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UA study finds distrust a unique phenomenon

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Police fire tear gas at protesters outside the convention center where President Donald Trump spoke in Phoenix on Aug. 22. Protests such as this demonstrate at least a portion of a society's distrust in government.

While trust is genetically heritable, distrust is built through experience, according to a study by the Eller College of Management.

The study, done by Martin Reimann and Oliver Schilke of Eller College of Management, looks at trust and distrust in identical and fraternal twins to study to what degree distrust is heritable.

“There’s been a lot of talk about how can we, in society, increase people’s trust in others," Schilke said. "Of course, the underlying assumption is that trust is a good thing."

Schilke said that, while that may be true at the societal level, breaking trust can be harmful on the individual level.

The topic of distrust is important in both academia and society. In academia, Reimann and Schilke view distrust as an important topic because of how exactly it relates to trust.

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“What we see here is two separate phenomena; one is trust and the other is distrust, and they can actually co-exist at the same time," Reimann said. "You can trust in someone’s benevolence. It’s a good person, and they’ll do good for me. But at the same time, you distrust the person and, say, his or her abilities. So, they can coexist for the same person.”

In the experiment, the twins had to share money, a trust task, to see if the other would share back. They also had to take money from someone, which is the basis of distrust. The study finds that trust has a genetic, heritable component to it while distrust is based on unique experiences.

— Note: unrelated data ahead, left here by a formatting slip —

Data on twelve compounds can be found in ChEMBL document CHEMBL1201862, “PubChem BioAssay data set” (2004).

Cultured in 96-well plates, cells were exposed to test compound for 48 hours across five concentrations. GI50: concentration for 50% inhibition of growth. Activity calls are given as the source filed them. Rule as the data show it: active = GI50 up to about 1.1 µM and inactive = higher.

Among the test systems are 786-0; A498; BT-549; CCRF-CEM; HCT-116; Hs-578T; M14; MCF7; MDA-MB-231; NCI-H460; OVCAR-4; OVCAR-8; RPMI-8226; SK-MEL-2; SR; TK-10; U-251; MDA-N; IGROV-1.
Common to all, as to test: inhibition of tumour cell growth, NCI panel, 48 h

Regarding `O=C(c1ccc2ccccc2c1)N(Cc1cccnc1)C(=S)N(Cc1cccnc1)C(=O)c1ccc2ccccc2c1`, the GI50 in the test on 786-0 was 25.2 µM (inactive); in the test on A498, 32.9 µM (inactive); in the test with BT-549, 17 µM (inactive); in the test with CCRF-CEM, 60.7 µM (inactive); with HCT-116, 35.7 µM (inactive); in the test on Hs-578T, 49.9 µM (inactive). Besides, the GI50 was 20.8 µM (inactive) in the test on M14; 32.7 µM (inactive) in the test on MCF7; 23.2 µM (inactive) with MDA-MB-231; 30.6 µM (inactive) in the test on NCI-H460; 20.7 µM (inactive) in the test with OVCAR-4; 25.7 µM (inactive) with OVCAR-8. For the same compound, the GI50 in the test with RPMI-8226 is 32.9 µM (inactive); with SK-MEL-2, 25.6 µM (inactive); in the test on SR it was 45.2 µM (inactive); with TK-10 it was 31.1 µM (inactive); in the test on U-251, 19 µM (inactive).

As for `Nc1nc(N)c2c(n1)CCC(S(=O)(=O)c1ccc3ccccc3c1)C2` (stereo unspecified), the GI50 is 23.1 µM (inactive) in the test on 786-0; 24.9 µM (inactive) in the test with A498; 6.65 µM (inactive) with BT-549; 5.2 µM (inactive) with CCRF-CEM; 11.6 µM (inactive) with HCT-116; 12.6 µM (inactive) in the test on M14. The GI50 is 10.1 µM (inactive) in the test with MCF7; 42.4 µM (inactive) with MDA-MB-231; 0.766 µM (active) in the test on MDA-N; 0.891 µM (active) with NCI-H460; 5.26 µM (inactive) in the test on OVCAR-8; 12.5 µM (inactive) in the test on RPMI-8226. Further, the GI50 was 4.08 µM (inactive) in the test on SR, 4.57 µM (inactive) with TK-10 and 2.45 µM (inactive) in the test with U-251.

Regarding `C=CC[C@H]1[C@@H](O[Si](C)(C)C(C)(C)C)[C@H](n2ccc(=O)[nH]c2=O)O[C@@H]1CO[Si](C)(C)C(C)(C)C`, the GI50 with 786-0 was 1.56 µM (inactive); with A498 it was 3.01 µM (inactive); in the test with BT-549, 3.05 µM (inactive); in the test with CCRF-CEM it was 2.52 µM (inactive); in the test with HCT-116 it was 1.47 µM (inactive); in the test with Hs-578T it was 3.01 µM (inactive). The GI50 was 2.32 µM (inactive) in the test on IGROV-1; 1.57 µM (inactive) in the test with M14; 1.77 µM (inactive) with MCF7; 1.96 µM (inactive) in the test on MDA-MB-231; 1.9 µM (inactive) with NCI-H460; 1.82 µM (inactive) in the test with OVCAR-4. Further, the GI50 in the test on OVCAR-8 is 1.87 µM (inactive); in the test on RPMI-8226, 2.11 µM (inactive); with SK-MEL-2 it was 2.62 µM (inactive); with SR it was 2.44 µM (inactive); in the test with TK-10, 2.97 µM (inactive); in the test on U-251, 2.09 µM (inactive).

“Building off this notion of what is called behavioral genetics, if any personality trait correlates or is more associated in the identical than the fraternal twins, then you can say there’s some form of a genetic basis,” Reimann said.

The biggest societal impact of distrust can be the health of democracy. Dr. Carolyn J. Lukensmeyer, the executive director of the National Institute for Civil Discourse, says she sees this firsthand.

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She pointed to a recurring phenomenon in America where potential politicians campaign against the government during the election cycle. She said this pattern is important in a healthy democracy.

“It actually started in the 1980s with Ronald Reagan, and then it got picked up by the Democrats as well," Lukensmeyer said. "Both parties have done this. People during the election cycle are bombarded with anti-government messages from the very people who want to hold power in the government.”

On the other hand, distrust in the form of healthy skepticism can also be beneficial to a healthy democracy.

“A healthy skepticism is particularly important, especially in today’s political climate with the alternative facts, with the fake news,” Lukensmeyer said. “So, if anything, we need to be teaching the skills, in elementary school, of media literacy. How does one detect if they need to be skeptical of the report they just read? Because of its source, because of the way it's cited.”

However, an equitable balance between trust and distrust is important to maintain, Lukenmeyer said.

“Distrust just blanketed across a concept as large as government, whether it’s federal, state, or local, is dysfunctional in a healthy democracy.”


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